Is your child facing his PSLE this year? Does he struggle with the PSLE English papers? Do the revision questions befuddle even you, his parent? Here are some useful tips.
Having taught several cohorts of primary school graduating classes, I have amassed quite a few tips and strategies that can be used for revision right before the Primary School Leaving Examination (PSLE) English papers (or any upper primary English exams, for that matter).
This may be construed as ‘spotting’ questions, but these questions are repeated in almost every English exam for a reason. Kids keep getting them wrong!
Let’s start with the basics, shall we? Here are some popular grammar question types:
1. The ‘as well as’ and ‘together with’ Puzzle
Basically, IGNORE what goes on between the commas. No matter how many friends Bala has, it is ONLY BALA who loves to rollerblade. BUT if the subject is PLURAL (girls), then the GIRLS love to go shopping.
2. Who? Whom? Whose????
Not sure when to use ‘who’, ‘whom’ or ‘whose’? Follow this simple flowchart!
3. Nobody’s PERFECT
The Perfect tenses stump even adults. Here’s a simple way to remember them.
4. Sensory / Causative Verbs
Now this one’s a doozy. Comes out EVERY year, in EVERY school English test and STILL kids get it wrong. And some adults too.
Here are a few exercises for you to try out:
1. I helped my mother (bake / bakes / baked / baking) a cake yesterday.
2. My friend saw me (kick / kicks / kicked / kicking) his football last week.
3. Jia Jun made Xie Feng (cried / cries / cry / crying) today.
What answers did you get?
Now, let’s take a look at some common types of questions seen in the Synthesis/Transformation section:
5. Simon says, “Put your right foot in.”
This is known as Reported Speech or Indirect Speech. It’s one of the most popular Synthesis/Transformation type of questions. Doesn’t appear EVERY year, but teachers still make it a point to drill, drill and DRILL!
There are FOUR things to look out for and change when you’re transforming what someone says into Reported Speech.
I make my students repeat this as a mantra: “Present to Past, Past to Past Perfect!” (Past Perfect MUST come with ‘HAD’.)
Here’s another tip when handling Reported Speech: If the direct speech is in a Question form with a ‘Yes’ or ‘No’ answer, I advise using “IF” instead of “WHETHER”. Many kids misspell ‘whether’ as ‘weather’ or ‘wheather’ or some other unreadable form. SAVE TIME WITH JUST TWO LETTERS!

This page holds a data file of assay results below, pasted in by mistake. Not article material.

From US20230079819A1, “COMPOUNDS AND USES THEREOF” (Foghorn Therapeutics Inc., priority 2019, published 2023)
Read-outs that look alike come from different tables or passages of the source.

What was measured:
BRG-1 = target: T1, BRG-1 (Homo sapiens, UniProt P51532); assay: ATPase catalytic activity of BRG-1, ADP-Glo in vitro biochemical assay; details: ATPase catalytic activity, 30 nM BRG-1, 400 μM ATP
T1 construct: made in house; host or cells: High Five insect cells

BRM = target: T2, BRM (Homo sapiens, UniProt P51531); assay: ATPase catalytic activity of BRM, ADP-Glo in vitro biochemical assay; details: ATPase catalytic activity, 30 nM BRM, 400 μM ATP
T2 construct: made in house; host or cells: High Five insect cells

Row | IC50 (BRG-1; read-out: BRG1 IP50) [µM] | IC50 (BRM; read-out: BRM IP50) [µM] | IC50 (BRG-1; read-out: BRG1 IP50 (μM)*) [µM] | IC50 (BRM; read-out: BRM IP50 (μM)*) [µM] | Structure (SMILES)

Here are a couple of exercises for you to try out:
1. Mr. Lam asked Maria, “Did you go to the zoo today?”
2. Jane told Peter, “I ate a sandwich yesterday.”
What would be your answers in Reported Speech?
Special mention: the DOUBLE HAD
IT EXISTS. IT’S NOT A TYPO OR GRAMMAR MISTAKE!
6. Transformers! Roll out!
Transformation questions are extremely, extremely popular nowadays for Synthesis/Transformation. Students with a weaker vocabulary have a particularly hard time with this, as they have no idea how to contort the given question into a form stipulated by the provided hint.
Such questions include expressions like ‘Much to…’, ‘Due to…’, ‘Because of…’, ‘Despite…’ and more. They usually involve a transformation of an ADJECTIVE into a NOUN. Here are some common transformation words:
Another common type of Synthesis/Transformation question is Cause and Effect.
When faced with Cause and Effect type of questions, such as “Due to…”, “Because of…”, “As a result of…”, “Despite…”, “In spite of…”, etc, try this shortcut:
Note that this works in MOST cases, UNLESS a pronoun is inserted in the answer line. In which case, the answer would be:
These tips and strategies for PSLE English have helped my students in the past to get their mind in the game, and to prevent losing marks to common errors. Drill these into your kids, follow my grammar check rules, and they WILL do better for grammar!
Grammar Check Rules
Check the sentence to see if it is in the present or past tense.
- e.g. The boy goes (present) to school every day (present).
- e.g. The boy kicked (past) the ball into the goal yesterday (past).
Check for agreement (singular noun/verb or plural noun/verb)
- e.g. The boy (singular) goes (singular) to school every day.
- e.g. The boys (plural) go (plural) to school every day.
Good luck for your child’s PSLE English!